James Madison Papers

To James Madison from William Pope, 30 July 1812

From William Pope

Virginia July 30th. 1812

Dear Sir

I wrote to you some time ago, and also to the secretary at War,1 on the great inactivity their was in this part of Virginia in the recruiting of men; I can assure you, that I have never seen a fife or Drum, in the county of Goochland, or Powhatan beating up for recruits. I consienciously beleive that 25000 men might have been raised 2 months a go in Virginia alone if the officers had gone from county court, to county court, their was the greatest oppertunity last spring afforded the officers they could have wished, all the regiments in Virginia were drawn out to see whether they would Volunteer or submit to a draft; I never saw a band of music or even a fife or drum on those Occasions; what a golden opportunity was afforded ⟨for⟩ the inlistment of men the secretary at war was apprised of this, but no exertions made to inlist; if the people would go to Manchester, Lynchburgh Winchester, and one or two other places they might have gone into the service; but it was the business of the recruiting officers to come among the people from county to county; I wrote, and spoke to a great many officers to adopt that plan, but they observed they had no music, and were obliged to stay at their different placces of rendesvous for the purpose of receiving communications from the Secretary at war, the best patriots in this country lament, the great inactivity observed in the inlistment of men, in Virginia and if the same plans have been persued all Over the united states it has been misarably conducted indeed, we know the arduous duties of your Office Sir and know that they have never been so well ⟨atten⟩ded to since the formation of the Government you are vigilent, and indefatigable to all the duties of your office; I heard a member of congress say that you had not, been off the presidential square intil the 4th. of last July (when you went to the Capitol to hear the oration) for 8 or 9 months back, I would to god that the other departments of Government in all its ramifications would act, thus; I trust, and hope, that their will be more activity in the feild now the armies of the U States are in motion every thing depends now on decisive measures and that orders will be given to attack in the enemy instantly in all his ⟨vinsiable?⟩ points, as soon as one battle is faught the federal band will be as light as possible, an Idea seems to have gone forth that movements are slow in the war department, this opinion ought to be instantly removed. If Genl Hull would fight only one battle you would hear no more discontent to the North. Their is great expectation formed in favour of the Energy of our naval department, but one battle fought on the continent would make the people of the U States almost rise en mass and all opposition then would immediately subside. I am your excellencies most Obed Hun Sert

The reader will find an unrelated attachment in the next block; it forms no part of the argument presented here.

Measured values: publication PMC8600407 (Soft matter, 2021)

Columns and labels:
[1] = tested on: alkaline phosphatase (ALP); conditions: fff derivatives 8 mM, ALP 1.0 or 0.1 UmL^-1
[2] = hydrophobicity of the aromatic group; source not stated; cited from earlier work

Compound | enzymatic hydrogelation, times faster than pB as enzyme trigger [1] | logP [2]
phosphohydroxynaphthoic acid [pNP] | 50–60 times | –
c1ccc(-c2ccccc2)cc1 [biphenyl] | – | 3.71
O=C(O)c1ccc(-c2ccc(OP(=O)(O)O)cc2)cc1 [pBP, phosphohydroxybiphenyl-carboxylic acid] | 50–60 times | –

William Pope

RC (DLC). Postmarked 5 Aug.; docketed by JM; damaged by removal of seal.

1See Pope to JM, 10 July 1812. The editors have been unable to locate Pope’s letter to Eustis.

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